Yogic Identities, Part Four


Fig. 16a (top left) Leader of the Saṃnyāsī Troop - Detail from "Mughals Visit an Encampment of "Sadhus"
Fig. 16b (top right), 16c (btm left) & 16d (btm right) - Detail from "Akbar Watches a Battle between
Two Rival Groups of Saṃnyāsīs at Thaneshwar"

Sep 27, 2014 — CANADA (SUN) — A serial presentation on aesthetic and iconographic identifiers that distinguish various sects of sannyasis and ascetics in ancient India.

In his Yogic Identities article, author James Mallinson discusses in detail some of the historical iconographies that help modern day Indologists to determine the identities of ascetics and sannyasins in ancient paintings. Here, we find an interesting discussion on how certain members of the renounced order appear to have come from Vaisnava lineages, while others were impersonalists. Here he refers to the great division between the Saivite camps and the Vaisnavas, who were worshipping either Lord Krsna or Lord Rama:

"This division was at its most violent in the eighteenth century, when battles between the military wings of two yogi orders, the Śaiva Daśanāmī Saṃnyāsīs and Vaiṣṇava Vairāgīs (whose largest suborder is that of the Rāmānandīs), resulted in the deaths of thousands of ascetics. To this day, the sādhu camps at the triennial Kumbh Melā festivals are divided into the army of Śiva and the army of Rām (fig. 15). Mughal-era paintings of ascetics, however, show that the situation was somewhat different in the sixteenth and seventeenth centuries, as we shall see below.

Nowadays the Nāths, like the Saṃnyāsīs, are overtly Śaiva, but the pictorial record indicates that this has not always been the case: Nāths are not shown sporting Śaiva insignia, such as rudrākṣa seeds or tripuṇḍras (horizontal forehead markings made with ash) until the late eighteenth century. The current Nāth janeo configuration, in which a ring and a rudrākṣa seed have been added to the long black thread and siṅgī, appears to be an innovation of the nineteenth century at the earliest. The Nāths' roots in Śaiva Tantric traditions make the absence of Śaiva insignia in Mughal depictions of them surprising; perhaps it is symptomatic of their devotion to a formless absolute, an attitude prevalent in North Indian ascetic orders in late medieval India.

Figure 15: Rāmānandī Nāgā at the Kumbh Mela, Haridwar, April 2010
[ Photo: James Mallinson ]

But it is not only the Nāths who are free from Śaiva insignia in Mughal paintings; to my knowledge, no ascetic of any stripe wears the horizontal tripuṇḍra forehead marking or necklaces of rudrākṣa seeds. The unmistakable Śaiva denomination of today's Daśanāmī Saṃnyāsīs makes the absence of Śaiva insignia in their Mughal depictions particularly surprising."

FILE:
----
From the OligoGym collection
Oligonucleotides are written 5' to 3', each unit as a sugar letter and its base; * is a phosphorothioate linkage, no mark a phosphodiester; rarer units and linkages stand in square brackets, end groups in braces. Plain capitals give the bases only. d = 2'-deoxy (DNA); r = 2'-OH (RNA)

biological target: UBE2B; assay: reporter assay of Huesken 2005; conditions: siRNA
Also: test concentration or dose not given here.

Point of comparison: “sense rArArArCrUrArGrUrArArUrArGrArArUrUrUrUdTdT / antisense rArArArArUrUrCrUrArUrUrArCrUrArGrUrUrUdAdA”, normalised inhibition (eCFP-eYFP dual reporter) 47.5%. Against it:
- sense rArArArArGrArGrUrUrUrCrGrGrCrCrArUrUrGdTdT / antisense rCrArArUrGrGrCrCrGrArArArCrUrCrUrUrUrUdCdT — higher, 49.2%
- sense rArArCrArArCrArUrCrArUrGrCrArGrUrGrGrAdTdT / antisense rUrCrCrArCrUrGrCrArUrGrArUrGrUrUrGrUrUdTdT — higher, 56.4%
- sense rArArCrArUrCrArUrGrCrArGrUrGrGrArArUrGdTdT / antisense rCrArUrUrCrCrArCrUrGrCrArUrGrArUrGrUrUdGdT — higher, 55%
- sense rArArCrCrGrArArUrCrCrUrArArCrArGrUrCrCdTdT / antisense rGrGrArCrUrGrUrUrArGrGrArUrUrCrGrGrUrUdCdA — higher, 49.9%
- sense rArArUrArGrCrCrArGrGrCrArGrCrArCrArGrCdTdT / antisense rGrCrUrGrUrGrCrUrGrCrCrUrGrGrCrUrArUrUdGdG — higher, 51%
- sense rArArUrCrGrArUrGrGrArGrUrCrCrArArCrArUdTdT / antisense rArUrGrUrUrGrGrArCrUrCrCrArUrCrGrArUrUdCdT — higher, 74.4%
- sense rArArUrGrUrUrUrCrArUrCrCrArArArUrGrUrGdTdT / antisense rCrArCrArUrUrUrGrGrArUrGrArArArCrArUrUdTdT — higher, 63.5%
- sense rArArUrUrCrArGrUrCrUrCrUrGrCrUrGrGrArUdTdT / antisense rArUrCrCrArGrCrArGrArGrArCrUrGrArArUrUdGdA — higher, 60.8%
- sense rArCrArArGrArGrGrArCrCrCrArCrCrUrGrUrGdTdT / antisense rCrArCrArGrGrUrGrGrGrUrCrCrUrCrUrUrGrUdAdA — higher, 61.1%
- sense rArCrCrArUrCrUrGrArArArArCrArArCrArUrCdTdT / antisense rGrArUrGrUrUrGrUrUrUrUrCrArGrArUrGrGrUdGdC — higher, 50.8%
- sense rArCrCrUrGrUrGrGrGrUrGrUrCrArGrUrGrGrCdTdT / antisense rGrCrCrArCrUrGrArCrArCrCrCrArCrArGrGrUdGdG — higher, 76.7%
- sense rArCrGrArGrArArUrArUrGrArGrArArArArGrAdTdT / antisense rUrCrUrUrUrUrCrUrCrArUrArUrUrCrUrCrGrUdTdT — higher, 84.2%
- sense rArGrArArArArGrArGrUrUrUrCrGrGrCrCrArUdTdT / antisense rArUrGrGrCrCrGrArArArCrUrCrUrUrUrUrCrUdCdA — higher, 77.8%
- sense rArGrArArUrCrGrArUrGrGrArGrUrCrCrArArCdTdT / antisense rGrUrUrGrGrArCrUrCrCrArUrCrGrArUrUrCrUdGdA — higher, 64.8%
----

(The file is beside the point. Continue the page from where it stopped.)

"…Śiva is often portrayed as the yogi par excellence, with the result that asceticism and yoga have come to be thought of as originally Śaiva, and their non-Śaiva manifestations as adaptations of Śaiva traditions. But in our earliest sources, the association of asceticism and yoga with Śiva is by no means exclusive, and Śaivism did not dominate subsequent teachings on yoga. It is perhaps the association of asceticism with Śiva and the Śaiva affiliation of today's Daśanāmī Saṃnyāsīs that have led scholars to assume that the ascetics in Mughal paintings are Śaivas. Yet, as I have remarked, there are no Śaiva insignia in any Mughal pictures of ascetics. On the contrary, many of the Saṃnyāsīs depicted therein sport on their foreheads the distinctive ūrdhvapuṇḍra V-shaped Vaiṣṇava marking. A large number of the Saṃnyāsīs fighting in figures 2 and 3 [included in our first segment) clearly have these markings (see details in 16b, 16c, 16d), as does the leader of the Saṃnyāsī troop (figs. 1, 16a). Other Mughal paintings of Saṃnyāsīs from the same period also show them wearing ūrdhvapuṇḍras (e.g. figures 18 and 19).

Fig. 18 - Detail from "Saṃnyāsī with Attendant"
c. 1595, Collection of Ludwig Habighorst

Vaiṣṇava features of Daśanāmī Saṃnyāsī identity are in fact legion. To this day, all Daśanāmī ascetics greet one another with the ancient Vaiṣṇava aṣṭākṣara ("eight-syllabled" mantra): oṃ namo nārāyaṇāya. Śaṅkarācārya, who was retroactively claimed to have founded their order, was Vaiṣṇava. Three of their four pīṭhas or sacred centers—Dwarka, Puri, and Badrinath—are Vaiṣṇava places of pilgrimage. Prior to the sixteenth century, the Daśanāmī nominal suffix Purī is found only on the names of Vaiṣṇava ascetics. The tutelary deities of the two biggest akhāṛās (regiments) of the Daśanāmīs today are Dattātreya and Kapila, both of whom are included in early lists of the manifestations of Viṣṇu.

It is the ūrdhvapuṇḍras in these Mughal miniatures, however, and the absence of Śaiva insignia that provide us with the most compelling evidence that at least some of the groups that came to form the Daśanāmī Saṃnyāsī order were originally Vaiṣṇava. It is not clear how, when, or why the Daśanāmīs acquired an overarching Śaiva orientation, but it is likely to have been a result of the formalization of the order, in particular its affiliation with the southern Sringeri monastery and the concomitant attribution of its founding to Śaṅkarācārya, who by the seventeenth century had been rebranded a Śaiva."

Fig. 19 - Detail from " An Ascetic in a Landscape "
c. 1620, The British Library


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